Vodafone and Teach First are inviting pupils into the workplace to help them learn essential career skills
By Adam Parsons | Director of Human Resources, Vodafone UK
At a time when digital technology is transforming the workplace, how can we prepare young people for their future careers? In the next two decades, 90% of UK jobs will require workers to have some level of digital know-how, according to research by Deloitte. But many children from low-income families still lack basic digital access at home. More than half, or 55%, of households in the lowest income group have no internet connection, whereas all households in the highest income group have an internet connection, ONS figures show.
Providing opportunities to learn career skills
At Vodafone UK, we want to help young people today prepare for the jobs of tomorrow. We want to offer insight into the world of work and opportunities to learn essential career skills. This includes knowing how to use digital tools to accomplish key tasks, as well as how to put together a CV and communicate effectively in an interview. We also want to ensure that all pupils – regardless of where they live or how much their parents earn – can benefit from the work opportunities Vodafone has to offer.
That’s why we have teamed up with Teach First, a charity that helps pupils from low-income communities succeed in school, to launch our first Insight Day programme. This programme brings pupils from schools that partner with Teach First to Vodafone offices around the UK for a day of talks and activities. The day is designed to help pupils develop their career skills and digital skills, and have fun along the way. Here’s an exclusive behind the scenes look at how it went at the launch of our first Insight Day.
Using digital tools to find ways into work
On the morning of 29 September, we welcomed 40 pupils aged between 14 and 18 from two schools in London – Addey & Stanhope School and St Mark’s Academy – to Smale House, our London base.
We got the ball rolling with a discussion about the use of social media. These days almost all young people have social media accounts – 96% of 13-to-18 year olds are on platforms like Facebook, Instagram, Snapchat and Whatsapp, according to a survey for CBBC Newsround – so knowing what is appropriate to share is an essential digital life skill.
For the pupils, the highlight of the morning’s events was the chance to experiment with virtual reality (VR) headsets. They chose from a selection of VR videos, including a rollercoaster ride, a skydive, and a safari, and there was plenty of excited chatter in the room as their videos began to play. The experience felt so real that one pupil said he had to crouch on the floor so as not to lose his balance. Stephen Ogunskim, a pupil at St Mark’s, said his experience with VR was “scary but amazing,” while his schoolmate Hamza Ravi said he found it “exhilarating”.
The App Challenge: creating an educational app
The big event in the afternoon was the App Challenge, a 90-minute competition. We asked everyone to work in teams, and provided each team with a tablet. The challenge was to come up with ideas for an educational smartphone app. Aimed at 16 to 18 year olds, the app would help teens learn about work opportunities after school, and possible routes into the job market. Pupils had to come up with a name for their app, and consider questions like what kind of information it should offer, what the user interface might look like, and whether the app should be free or sponsored.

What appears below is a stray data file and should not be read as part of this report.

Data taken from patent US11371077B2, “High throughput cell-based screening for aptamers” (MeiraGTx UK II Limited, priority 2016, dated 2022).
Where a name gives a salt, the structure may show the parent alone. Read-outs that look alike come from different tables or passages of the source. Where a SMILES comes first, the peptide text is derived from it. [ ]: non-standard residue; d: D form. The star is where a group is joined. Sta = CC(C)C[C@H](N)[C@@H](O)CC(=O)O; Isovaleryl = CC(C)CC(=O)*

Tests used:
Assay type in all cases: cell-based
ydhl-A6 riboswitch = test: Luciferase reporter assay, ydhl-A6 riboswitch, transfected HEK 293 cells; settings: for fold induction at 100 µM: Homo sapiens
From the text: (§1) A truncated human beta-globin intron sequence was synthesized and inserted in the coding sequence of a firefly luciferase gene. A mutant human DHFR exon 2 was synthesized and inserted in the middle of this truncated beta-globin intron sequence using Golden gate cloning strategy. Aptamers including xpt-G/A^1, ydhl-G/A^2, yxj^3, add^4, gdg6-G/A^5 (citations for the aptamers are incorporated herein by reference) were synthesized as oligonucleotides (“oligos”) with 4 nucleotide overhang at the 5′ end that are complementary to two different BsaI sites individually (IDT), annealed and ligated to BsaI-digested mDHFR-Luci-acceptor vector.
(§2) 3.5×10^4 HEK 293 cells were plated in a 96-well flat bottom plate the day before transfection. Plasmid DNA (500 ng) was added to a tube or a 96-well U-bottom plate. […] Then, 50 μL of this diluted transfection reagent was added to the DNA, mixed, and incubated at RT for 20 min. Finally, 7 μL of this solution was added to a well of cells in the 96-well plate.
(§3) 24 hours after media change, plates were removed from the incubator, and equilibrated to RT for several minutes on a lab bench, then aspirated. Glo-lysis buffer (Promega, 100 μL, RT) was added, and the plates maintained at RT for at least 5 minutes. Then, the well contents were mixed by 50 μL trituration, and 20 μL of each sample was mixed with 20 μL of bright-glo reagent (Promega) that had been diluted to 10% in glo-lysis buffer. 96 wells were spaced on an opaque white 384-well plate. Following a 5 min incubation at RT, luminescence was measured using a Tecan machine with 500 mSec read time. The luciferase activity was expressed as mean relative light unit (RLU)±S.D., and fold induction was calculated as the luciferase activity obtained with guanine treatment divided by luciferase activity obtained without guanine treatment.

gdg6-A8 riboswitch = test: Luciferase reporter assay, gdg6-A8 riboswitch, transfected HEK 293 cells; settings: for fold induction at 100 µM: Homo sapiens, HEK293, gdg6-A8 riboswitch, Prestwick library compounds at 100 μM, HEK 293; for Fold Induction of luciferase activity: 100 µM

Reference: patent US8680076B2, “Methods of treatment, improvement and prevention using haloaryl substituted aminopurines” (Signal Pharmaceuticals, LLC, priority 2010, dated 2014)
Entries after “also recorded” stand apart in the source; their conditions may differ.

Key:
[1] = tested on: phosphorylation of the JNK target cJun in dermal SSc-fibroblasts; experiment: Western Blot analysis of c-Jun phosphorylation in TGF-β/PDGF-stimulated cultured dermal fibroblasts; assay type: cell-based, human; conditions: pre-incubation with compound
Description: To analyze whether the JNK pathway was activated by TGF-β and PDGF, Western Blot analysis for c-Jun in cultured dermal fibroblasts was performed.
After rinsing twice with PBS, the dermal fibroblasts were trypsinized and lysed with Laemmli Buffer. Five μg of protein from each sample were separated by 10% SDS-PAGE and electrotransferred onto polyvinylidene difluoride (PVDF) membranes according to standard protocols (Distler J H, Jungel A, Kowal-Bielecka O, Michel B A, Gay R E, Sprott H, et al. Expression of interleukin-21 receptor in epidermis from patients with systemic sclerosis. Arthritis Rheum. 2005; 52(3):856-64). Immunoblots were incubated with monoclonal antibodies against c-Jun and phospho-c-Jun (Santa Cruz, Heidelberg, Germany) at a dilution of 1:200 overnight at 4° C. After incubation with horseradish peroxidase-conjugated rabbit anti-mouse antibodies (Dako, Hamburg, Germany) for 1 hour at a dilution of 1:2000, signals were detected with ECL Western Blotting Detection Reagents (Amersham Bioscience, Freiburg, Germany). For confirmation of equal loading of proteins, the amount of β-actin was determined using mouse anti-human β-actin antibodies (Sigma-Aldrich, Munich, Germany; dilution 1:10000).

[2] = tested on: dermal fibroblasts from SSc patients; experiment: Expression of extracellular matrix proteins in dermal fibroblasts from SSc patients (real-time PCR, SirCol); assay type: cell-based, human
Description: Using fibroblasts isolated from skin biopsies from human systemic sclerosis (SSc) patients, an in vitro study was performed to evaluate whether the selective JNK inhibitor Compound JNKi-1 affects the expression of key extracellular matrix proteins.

To spark inspiration, pupils spent part of their time using their tablets to research and interact with apps they liked. We gave each team large sheets of flipchart paper to sketch out their ideas, and at the end of the allotted time, they were tasked with pitching their app to a panel of judges. Each team had a fresh take. One pitched an app that would allow users to search for sixth form openings, for example, while another focused on apprenticeships. At the end of the session, two teams emerged as winners.
An opportunity to practise digital skills and get creative
One winning team proposed a work experience app that would allow young people to describe their dream job and search for opportunities by age and education level. The other suggested a job hunting app that would make use of augmented reality to make the job search feel like a game. Pupils said they enjoyed how the App Challenge encouraged them to use their imagination. “It gave me the opportunity to be creative,” one said.
By inviting pupils to think critically about apps, the App Challenge enabled pupils to practise some key digital skills, such as using digital tools to generate new ideas. And since all pupils had to pitch their app to a panel of judges, the challenge also helped them to develop their communication skills, while building up their confidence.
Help us spread the word
At Vodafone UK, we’re building a community of volunteers to support our work with Teach First. We’re inviting our employees to take part by doing things like:
- leading an innovative challenge during our Insight Days
- visiting a local school to teach students about tech-related topics such as cyber security, or
- hosting a work experience pupil for a week or two to help them build their career skills.
Through a series of Insight Days to be held over the coming months, we expect to host up to 800 pupils in this financial year alone. For updates on our activities beyond that, watch this space!
Graduates and students interested in work opportunities at Vodafone, please click here. You can find out more about our graduate and intern programme, apprenticeships and work experience placements as well.
We’d also like to encourage those interested in Teach First’s work to visit their website to find out how you can help. Together, we can ensure that all children in the UK have the support they need to thrive at school, and in their future vocations.